Ethnicity doesn't always follow language. Ask a black American, who speaks English; or an Amerindian in Guatemala who speaks Spanish. Or better yet: Take an example from the Phoenicians' own neighbors, the Jews. In recorded history, they've spoken Hebrew, Syriac, Aramaic, Ladino and Yiddish. Some of these languages are Semitic, some are Indo-European. Did the DNA of the ethnic group change when their language did?
Genetics tells us—resoundingly—no.
So perhaps terms like “Semite” and “Indo-European” are inappropriate when discussing ethnic origins. Geneticist Spencer Wells, in his publicized study for The National Geographic Society, ran tests on the DNA gathered from Phoenician skeletons and concluded that they're far older than either “Semite” or “Indo-European”. They come from “the older Mediterranean sub-stratum” predating both of these groups.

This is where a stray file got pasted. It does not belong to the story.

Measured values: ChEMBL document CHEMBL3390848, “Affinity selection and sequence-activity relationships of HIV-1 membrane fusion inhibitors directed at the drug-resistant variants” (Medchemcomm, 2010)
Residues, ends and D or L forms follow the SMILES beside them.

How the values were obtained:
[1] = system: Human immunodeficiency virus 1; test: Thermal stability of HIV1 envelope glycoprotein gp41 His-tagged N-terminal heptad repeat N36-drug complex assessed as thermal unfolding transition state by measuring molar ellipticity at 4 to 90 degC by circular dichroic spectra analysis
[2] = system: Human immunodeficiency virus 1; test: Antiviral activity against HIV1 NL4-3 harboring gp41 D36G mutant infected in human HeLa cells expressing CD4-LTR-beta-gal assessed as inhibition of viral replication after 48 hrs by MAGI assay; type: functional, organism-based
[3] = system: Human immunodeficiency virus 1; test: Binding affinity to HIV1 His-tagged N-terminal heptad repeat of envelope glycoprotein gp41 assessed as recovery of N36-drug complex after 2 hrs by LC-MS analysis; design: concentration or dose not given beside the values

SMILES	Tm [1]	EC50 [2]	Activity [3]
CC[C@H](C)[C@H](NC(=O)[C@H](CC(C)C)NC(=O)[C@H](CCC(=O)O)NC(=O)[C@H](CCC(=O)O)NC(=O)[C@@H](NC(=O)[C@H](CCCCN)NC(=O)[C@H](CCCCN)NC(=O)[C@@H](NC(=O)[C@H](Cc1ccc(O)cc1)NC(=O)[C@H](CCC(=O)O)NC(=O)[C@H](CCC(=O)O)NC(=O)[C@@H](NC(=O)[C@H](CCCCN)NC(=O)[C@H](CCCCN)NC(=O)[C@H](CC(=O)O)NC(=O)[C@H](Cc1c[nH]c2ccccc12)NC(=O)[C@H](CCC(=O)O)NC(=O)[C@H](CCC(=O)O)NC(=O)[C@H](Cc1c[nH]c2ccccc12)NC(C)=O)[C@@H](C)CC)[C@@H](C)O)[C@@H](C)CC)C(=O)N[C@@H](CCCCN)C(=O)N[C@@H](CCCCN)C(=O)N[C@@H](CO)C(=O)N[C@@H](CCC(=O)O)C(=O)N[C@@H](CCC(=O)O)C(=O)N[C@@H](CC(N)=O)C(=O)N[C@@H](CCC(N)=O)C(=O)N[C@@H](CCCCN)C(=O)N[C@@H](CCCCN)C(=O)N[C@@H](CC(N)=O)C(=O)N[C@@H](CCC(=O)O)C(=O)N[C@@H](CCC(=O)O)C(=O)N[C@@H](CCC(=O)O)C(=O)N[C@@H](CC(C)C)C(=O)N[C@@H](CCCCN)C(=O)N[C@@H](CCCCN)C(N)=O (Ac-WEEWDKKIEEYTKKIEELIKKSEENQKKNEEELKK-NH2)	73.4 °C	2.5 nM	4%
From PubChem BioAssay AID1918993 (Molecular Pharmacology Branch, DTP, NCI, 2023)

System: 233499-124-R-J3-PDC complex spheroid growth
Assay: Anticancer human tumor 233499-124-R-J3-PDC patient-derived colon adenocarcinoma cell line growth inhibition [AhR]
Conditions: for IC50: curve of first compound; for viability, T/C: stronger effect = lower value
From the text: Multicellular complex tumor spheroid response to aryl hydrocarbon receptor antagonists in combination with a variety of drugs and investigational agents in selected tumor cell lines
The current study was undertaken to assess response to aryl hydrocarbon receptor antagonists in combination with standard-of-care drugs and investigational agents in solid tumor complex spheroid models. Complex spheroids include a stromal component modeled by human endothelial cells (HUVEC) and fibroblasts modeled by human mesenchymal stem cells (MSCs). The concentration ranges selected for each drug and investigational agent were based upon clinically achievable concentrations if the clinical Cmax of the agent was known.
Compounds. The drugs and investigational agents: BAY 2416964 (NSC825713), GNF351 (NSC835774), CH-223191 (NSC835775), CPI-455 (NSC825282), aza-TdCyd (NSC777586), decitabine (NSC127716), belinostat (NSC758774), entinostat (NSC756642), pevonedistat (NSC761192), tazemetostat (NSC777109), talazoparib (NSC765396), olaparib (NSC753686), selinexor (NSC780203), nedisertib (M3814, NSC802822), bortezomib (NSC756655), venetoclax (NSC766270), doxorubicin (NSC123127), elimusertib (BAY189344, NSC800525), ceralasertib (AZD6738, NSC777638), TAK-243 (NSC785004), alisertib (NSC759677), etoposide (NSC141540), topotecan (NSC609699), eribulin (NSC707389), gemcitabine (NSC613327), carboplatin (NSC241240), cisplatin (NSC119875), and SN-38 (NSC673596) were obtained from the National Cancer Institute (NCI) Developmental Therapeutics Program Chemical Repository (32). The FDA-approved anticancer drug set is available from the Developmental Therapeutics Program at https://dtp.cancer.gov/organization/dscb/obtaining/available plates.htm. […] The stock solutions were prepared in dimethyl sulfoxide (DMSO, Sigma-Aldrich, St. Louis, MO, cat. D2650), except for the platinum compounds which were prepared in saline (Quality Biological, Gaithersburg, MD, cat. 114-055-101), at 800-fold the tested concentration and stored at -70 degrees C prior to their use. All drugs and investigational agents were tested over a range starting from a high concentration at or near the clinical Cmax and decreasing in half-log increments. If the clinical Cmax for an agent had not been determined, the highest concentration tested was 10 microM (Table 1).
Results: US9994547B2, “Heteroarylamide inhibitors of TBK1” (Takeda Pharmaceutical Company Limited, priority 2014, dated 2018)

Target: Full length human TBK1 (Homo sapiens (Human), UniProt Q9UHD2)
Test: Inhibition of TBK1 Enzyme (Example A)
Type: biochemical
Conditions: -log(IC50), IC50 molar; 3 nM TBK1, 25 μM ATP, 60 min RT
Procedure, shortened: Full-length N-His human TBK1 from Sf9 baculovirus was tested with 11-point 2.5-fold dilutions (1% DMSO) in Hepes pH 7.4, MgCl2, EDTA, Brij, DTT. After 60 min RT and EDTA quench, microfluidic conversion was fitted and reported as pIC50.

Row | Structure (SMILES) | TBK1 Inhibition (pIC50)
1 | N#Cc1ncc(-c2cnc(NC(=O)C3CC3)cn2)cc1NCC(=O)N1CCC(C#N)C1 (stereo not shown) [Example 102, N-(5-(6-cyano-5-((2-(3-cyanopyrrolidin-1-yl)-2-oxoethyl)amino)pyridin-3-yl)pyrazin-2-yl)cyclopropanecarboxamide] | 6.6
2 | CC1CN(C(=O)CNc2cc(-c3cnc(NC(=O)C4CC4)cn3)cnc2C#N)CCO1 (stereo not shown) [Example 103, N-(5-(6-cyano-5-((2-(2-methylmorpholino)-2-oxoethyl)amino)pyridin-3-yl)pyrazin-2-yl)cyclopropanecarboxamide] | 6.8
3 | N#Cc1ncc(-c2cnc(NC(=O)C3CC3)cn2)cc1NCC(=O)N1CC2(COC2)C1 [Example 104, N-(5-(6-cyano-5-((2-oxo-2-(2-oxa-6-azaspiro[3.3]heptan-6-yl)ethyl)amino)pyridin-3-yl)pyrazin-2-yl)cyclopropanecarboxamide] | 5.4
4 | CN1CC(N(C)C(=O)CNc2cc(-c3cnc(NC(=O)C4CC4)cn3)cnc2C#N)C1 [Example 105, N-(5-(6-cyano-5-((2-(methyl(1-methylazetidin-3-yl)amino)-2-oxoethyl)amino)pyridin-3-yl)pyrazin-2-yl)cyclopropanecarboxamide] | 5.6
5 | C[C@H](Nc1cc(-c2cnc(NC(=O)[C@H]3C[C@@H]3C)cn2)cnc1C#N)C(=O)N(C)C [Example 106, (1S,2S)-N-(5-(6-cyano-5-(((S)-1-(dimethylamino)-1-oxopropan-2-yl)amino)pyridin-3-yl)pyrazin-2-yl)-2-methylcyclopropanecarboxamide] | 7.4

So, in a word, to speak of Phoenicians as “Semitic” is anachronistic. They're older than the body of languages itself. To be fair, however, millennia later they eventually adopted a Semitic language.
But was it their original tongue?
Language-change for entire civilizations, though strange, is not an unheard-of phenomenon. Consider the example of Alexander the Great. He was a Macedonian, and spoke a dialect that Athenians considered “a barbarian language”. Yet when he spread his empire, he didn't spread his own language. No, he—oddly—spread the language of the Athenians (a nation that he had conquered). Likewise with the Normans. They were Scandinavians, who spread south into France. After so many years, they adopted the French language; so, when they invaded England, they spread the French language—not their own original Norse tongue.